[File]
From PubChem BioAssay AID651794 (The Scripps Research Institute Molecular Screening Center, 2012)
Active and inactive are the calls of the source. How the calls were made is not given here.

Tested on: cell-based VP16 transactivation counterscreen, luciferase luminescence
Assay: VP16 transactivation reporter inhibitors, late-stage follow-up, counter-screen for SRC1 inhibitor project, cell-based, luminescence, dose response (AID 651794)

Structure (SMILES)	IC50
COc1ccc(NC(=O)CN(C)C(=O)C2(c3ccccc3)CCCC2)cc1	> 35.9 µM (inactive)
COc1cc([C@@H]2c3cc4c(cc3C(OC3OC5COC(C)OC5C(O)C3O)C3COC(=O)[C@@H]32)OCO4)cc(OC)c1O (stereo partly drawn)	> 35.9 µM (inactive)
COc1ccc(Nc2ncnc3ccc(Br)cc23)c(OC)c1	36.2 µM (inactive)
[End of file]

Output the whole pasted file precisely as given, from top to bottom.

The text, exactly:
From PubChem BioAssay AID651794 (The Scripps Research Institute Molecular Screening Center, 2012)
Active and inactive are the calls of the source. How the calls were made is not given here.

Tested on: cell-based VP16 transactivation counterscreen, luciferase luminescence
Assay: VP16 transactivation reporter inhibitors, late-stage follow-up, counter-screen for SRC1 inhibitor project, cell-based, luminescence, dose response (AID 651794)

Structure (SMILES)	IC50
COc1ccc(NC(=O)CN(C)C(=O)C2(c3ccccc3)CCCC2)cc1	> 35.9 µM (inactive)
COc1cc([C@@H]2c3cc4c(cc3C(OC3OC5COC(C)OC5C(O)C3O)C3COC(=O)[C@@H]32)OCO4)cc(OC)c1O (stereo partly drawn)	> 35.9 µM (inactive)
COc1ccc(Nc2ncnc3ccc(Br)cc23)c(OC)c1	36.2 µM (inactive)